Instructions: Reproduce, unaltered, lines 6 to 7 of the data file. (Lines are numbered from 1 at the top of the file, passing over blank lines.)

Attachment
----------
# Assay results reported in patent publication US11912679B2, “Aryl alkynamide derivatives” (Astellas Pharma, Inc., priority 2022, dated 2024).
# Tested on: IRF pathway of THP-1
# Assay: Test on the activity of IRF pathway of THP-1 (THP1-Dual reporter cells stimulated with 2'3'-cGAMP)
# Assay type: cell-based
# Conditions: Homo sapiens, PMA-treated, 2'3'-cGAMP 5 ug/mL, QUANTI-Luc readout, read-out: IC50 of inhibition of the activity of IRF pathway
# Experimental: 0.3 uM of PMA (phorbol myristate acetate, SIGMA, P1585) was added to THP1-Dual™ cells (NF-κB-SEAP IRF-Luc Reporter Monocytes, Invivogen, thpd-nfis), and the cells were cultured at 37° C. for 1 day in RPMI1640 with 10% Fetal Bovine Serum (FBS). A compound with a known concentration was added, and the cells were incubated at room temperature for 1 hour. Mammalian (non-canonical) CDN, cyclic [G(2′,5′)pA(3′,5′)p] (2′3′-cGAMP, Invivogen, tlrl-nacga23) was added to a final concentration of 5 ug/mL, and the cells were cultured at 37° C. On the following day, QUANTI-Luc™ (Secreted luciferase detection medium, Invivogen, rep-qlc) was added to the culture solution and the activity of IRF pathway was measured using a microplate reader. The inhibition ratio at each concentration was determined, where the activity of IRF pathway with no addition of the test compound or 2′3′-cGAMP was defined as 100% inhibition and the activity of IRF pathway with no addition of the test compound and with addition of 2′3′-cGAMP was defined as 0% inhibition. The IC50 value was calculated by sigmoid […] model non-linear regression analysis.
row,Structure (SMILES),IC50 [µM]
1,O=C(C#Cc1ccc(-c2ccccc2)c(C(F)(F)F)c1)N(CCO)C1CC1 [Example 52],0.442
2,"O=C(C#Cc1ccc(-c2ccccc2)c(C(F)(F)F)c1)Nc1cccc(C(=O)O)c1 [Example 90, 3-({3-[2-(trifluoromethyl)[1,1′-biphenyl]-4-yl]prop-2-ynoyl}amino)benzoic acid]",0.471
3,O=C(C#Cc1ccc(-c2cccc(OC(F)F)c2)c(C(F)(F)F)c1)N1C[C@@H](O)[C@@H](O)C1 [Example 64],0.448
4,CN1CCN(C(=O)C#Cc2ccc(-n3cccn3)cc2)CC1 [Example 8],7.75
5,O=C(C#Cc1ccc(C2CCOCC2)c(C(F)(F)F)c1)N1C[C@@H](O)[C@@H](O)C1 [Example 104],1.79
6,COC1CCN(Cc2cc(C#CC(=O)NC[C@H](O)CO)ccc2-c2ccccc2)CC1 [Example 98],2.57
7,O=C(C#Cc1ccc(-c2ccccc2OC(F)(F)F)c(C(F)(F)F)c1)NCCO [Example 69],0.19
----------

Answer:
# Experimental: 0.3 uM of PMA (phorbol myristate acetate, SIGMA, P1585) was added to THP1-Dual™ cells (NF-κB-SEAP IRF-Luc Reporter Monocytes, Invivogen, thpd-nfis), and the cells were cultured at 37° C. for 1 day in RPMI1640 with 10% Fetal Bovine Serum (FBS). A compound with a known concentration was added, and the cells were incubated at room temperature for 1 hour. Mammalian (non-canonical) CDN, cyclic [G(2′,5′)pA(3′,5′)p] (2′3′-cGAMP, Invivogen, tlrl-nacga23) was added to a final concentration of 5 ug/mL, and the cells were cultured at 37° C. On the following day, QUANTI-Luc™ (Secreted luciferase detection medium, Invivogen, rep-qlc) was added to the culture solution and the activity of IRF pathway was measured using a microplate reader. The inhibition ratio at each concentration was determined, where the activity of IRF pathway with no addition of the test compound or 2′3′-cGAMP was defined as 100% inhibition and the activity of IRF pathway with no addition of the test compound and with addition of 2′3′-cGAMP was defined as 0% inhibition. The IC50 value was calculated by sigmoid […] model non-linear regression analysis.
row,Structure (SMILES),IC50 [µM]